always seem to get things done and like their jobs, by all means try to be a part of that group. The clique
you want to avoid at all costs is the group of people that like to complain. They may even be hard
workers, but a negative attitude at work will almost always produce negative results. You may not even
recognize it, but often someone who is unhappy and has a bad attitude can rub off on you.  

Cliques can also evolve based on the topic discussed above: those who are for the boss and those who
are against. Again, I would highly recommend avoiding these cliques if at all possible, whether you are
the new person or not. You need to be aware that every workplace, including libraries, has cliques; don’t
be naïve about the impact they may have on decisions, workflow, and happenings in your library. Aligning
yourself with the right or wrong people could have serious consequences on your job and even your
happiness outside of work.  

Conclusion

Remember, there are specific things that you can look for when you interview for a position that will help
you understand the workplace culture and make a decision about the job:

·       Do these people seem to genuinely get along?

·       Are there domineering personalities that you would find hard to work for or with?

·       Do you sense any tension between future colleagues?

·       What is the management style of your future boss?

If you are already in a position and struggling with the culture, here are some points to consider:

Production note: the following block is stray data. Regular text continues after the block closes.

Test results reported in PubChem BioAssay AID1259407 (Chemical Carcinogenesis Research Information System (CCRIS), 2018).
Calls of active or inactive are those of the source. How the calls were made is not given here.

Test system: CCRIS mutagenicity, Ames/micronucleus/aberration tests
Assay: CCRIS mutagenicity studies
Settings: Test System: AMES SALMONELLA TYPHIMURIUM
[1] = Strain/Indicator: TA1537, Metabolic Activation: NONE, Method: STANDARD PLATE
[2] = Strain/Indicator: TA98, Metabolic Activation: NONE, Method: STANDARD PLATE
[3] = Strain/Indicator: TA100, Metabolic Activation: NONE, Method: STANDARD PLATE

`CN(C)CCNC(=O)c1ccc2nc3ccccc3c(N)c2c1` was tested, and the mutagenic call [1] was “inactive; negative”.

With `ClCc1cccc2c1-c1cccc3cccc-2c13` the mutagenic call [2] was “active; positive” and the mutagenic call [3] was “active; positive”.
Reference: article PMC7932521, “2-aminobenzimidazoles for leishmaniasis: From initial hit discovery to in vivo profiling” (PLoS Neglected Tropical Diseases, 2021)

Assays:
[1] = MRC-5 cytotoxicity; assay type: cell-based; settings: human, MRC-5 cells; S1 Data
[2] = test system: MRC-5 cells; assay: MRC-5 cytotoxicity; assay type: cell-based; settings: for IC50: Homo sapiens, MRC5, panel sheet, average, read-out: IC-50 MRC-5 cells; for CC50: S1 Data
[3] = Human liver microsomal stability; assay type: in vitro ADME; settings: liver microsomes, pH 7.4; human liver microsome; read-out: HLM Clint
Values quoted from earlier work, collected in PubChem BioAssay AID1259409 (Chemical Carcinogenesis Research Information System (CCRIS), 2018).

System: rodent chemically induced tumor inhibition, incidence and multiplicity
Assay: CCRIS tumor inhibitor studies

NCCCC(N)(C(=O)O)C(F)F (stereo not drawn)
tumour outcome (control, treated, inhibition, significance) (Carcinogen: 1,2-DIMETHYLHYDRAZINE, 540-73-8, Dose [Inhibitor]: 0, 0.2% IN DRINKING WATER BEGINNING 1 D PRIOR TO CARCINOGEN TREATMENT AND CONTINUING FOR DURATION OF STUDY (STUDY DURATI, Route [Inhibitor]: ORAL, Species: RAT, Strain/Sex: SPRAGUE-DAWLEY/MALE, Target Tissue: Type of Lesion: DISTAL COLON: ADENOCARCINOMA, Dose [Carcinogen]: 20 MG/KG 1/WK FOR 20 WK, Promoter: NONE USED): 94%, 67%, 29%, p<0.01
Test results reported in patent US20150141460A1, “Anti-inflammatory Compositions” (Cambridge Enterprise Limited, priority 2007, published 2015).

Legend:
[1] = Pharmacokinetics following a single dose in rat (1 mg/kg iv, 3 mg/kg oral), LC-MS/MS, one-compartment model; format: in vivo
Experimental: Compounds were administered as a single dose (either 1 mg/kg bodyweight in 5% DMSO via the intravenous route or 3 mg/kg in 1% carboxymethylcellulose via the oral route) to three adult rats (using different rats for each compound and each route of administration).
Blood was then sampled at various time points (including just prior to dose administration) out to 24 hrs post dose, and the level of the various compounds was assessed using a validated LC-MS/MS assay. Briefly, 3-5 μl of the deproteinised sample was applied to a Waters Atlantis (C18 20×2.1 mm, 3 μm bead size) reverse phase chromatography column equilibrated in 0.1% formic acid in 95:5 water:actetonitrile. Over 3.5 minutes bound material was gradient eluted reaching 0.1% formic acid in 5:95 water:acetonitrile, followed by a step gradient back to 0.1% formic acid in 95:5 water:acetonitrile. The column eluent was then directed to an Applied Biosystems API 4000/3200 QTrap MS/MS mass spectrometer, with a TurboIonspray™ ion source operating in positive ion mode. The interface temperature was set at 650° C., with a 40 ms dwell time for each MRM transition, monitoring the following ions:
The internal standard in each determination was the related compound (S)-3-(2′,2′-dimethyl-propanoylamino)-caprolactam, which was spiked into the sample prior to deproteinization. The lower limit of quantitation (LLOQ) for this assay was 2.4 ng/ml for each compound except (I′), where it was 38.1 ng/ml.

·       Stay as neutral as possible.

·       Get involved with others who have similar personalities, career goals, and work habits.

·       Be aware of organizational changes, like a new director, that could signal a shift in workplace
culture.

As librarians, we are constantly working on our interpersonal skills when it comes to networking with
librarians in other organizations or working with our own constituents, but we often forget to work on our
interpersonal skills in our own workplace. Every workplace has its own distinct culture. You, as a new
librarian or potential job candidate, need to learn to navigate the intricacies of different personalities,
cliques, and management styles. Understanding people and how they interact together will go a long
way towards your success in a position.

About the Author:

Michelle S. Millet is the Information Literacy Coordinator at Trinity University in San Antonio, Texas. She
received her M.L.S from the University of South Florida in 2001 and an M.A. in History from Florida Atlantic
University in 2000.

Article published Feb 2004

Disclaimer: The ideas expressed in LIScareer articles are those of their respective authors and do not
necessarily represent the views of the LIScareer editors.